University of Sydney astronomers, working with international colleagues, have found a star system like none seen before in our galaxy.

 

The scientists believe one of the stars—about 8000 light years from Earth—is the first known candidate in the Milky Way to produce a dangerous gamma-ray burst, among the most energetic events in the universe, when it explodes and dies. The system, comprising a pair of scorchingly luminous stars, was nicknamed Apep by the team after the serpentine Egyptian god of chaos. One star is on the brink of a massive supernova explosion.

 

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In an attempt to create a "Noah’s ark" or a "back-up" for the Earth, non-profit organization The Arch Mission sent a lunar library — a stack of DVD-sized disks that acts as an archive of 30 million pages of information about the planet — to the moon. Along with the library, Arch Mission sent human DNA samples and a payload of tardigrades, which had been dehydrated, into space.
 
"We chose them because they are special. They are the toughest form of life we know of. They can survive practically any planetary cataclysm. They can survive in the vacuum of space, they can survive radiation," Nova Spivack, co-founder of the Arch Mission Foundation, said. Tardigrades have eight legs with claws at the end, a brain and central nervous system, and a sucker-like pharynx behind their mouth, which can pierce food.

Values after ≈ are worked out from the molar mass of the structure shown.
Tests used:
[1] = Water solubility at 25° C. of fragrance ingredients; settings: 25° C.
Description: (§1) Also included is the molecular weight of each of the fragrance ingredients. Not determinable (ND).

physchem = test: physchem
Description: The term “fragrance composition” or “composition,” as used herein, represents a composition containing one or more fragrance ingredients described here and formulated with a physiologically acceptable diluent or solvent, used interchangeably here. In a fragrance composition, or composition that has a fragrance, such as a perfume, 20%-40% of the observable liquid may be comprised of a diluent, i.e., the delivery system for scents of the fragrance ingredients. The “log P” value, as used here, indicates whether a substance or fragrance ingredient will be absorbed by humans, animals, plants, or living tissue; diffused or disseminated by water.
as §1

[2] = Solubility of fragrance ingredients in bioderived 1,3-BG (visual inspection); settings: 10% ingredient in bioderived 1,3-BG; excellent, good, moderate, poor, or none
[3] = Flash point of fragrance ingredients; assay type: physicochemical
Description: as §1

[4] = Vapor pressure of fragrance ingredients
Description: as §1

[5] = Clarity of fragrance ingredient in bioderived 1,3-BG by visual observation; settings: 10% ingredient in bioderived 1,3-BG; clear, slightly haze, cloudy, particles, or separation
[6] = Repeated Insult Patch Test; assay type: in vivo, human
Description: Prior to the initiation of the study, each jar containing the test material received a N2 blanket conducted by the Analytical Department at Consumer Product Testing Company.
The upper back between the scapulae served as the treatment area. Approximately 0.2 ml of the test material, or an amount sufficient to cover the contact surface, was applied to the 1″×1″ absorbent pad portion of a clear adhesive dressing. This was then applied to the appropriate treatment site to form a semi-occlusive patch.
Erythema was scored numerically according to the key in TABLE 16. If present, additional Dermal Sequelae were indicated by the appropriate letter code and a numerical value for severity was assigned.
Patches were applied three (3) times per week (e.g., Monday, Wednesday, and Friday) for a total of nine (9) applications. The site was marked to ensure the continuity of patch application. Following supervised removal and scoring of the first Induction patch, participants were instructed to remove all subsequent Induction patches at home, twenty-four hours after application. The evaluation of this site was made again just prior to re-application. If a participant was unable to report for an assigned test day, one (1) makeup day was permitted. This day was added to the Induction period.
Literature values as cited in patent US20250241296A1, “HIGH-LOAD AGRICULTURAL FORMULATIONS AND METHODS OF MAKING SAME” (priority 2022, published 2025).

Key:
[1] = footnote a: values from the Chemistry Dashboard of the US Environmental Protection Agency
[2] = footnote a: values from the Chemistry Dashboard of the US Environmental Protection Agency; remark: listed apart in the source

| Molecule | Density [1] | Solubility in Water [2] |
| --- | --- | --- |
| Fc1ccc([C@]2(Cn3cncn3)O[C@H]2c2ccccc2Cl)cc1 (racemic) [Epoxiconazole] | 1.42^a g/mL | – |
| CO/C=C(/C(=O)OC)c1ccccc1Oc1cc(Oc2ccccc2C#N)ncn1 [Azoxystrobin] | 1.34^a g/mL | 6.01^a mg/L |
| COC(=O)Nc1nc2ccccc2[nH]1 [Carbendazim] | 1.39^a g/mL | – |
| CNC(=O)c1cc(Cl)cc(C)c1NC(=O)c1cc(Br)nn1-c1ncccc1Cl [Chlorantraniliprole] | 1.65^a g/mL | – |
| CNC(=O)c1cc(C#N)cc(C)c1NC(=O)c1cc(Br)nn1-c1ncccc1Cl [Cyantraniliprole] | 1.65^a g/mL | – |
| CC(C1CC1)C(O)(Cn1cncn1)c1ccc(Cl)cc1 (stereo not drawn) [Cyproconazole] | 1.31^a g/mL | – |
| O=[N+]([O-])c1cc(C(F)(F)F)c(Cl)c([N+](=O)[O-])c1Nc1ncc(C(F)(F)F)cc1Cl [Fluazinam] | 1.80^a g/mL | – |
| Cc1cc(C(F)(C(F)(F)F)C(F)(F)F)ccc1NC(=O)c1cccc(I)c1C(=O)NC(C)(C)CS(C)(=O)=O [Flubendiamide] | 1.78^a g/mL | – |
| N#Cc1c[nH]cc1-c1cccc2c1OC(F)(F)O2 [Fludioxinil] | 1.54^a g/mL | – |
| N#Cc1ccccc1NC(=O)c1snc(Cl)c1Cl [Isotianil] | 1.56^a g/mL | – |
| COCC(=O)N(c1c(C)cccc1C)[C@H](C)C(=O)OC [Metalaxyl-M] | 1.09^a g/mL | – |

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Until now, the understanding of the galaxy’s shape had been based upon indirect measurements of celestial landmarks within it and inferences from structures observed in other galaxies.

 

The Milky Way is not flat, as previously thought, but warped and twisted in shape, according to the most detailed map ever constructed.   Astronomers at the University of Warsaw used a telescope in the Chilean Andes to measure the distances between the sun and 2,400 stars to build a three-dimensional picture of the galaxy we live in.  In doing so, they showed it is in fact a disk, with four major spiral arms and a pole-like core running through the middle.

 

 

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Insights from quantum physics have allowed engineers to incorporate components used in circuit boards, optical fibers, and control systems in new applications ranging from smartphones to advanced microprocessors. But, even with significant progress made in recent years, researchers are still looking for new and better ways to control the uniquely powerful electronic properties of quantum materials.

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NASA’s Transiting Exoplanet Survey Satellite, or TESS, has discovered three new worlds that are among the smallest, nearest exoplanets known to date. The planets orbit a star just 73 light years away and include a small, rocky super-Earth and two sub-Neptunes — planets about half the size of our own icy giant.

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